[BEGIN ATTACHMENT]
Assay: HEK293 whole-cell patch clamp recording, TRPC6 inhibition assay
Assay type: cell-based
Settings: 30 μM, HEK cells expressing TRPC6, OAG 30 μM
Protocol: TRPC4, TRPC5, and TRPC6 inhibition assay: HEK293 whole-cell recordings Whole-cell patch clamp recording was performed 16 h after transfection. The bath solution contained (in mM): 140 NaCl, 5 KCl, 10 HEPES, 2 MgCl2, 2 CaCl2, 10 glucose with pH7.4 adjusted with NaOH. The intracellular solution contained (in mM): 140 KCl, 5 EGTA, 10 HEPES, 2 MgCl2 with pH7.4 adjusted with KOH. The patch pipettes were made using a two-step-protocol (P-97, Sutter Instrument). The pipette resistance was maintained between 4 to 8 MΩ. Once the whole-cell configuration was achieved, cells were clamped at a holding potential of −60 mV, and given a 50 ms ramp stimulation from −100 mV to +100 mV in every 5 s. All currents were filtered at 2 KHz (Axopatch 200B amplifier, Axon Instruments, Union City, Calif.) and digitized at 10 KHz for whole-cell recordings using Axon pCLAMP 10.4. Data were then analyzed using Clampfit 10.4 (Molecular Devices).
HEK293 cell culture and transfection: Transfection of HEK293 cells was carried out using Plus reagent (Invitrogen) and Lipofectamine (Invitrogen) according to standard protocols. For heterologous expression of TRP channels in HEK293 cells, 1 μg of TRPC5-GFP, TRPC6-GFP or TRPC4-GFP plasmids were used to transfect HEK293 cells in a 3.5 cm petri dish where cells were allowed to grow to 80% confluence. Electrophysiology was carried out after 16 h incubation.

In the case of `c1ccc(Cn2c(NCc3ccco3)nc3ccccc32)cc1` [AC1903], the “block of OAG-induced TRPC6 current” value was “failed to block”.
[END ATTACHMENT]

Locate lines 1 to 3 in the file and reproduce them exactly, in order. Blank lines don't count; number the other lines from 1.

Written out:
Assay: HEK293 whole-cell patch clamp recording, TRPC6 inhibition assay
Assay type: cell-based
Settings: 30 μM, HEK cells expressing TRPC6, OAG 30 μM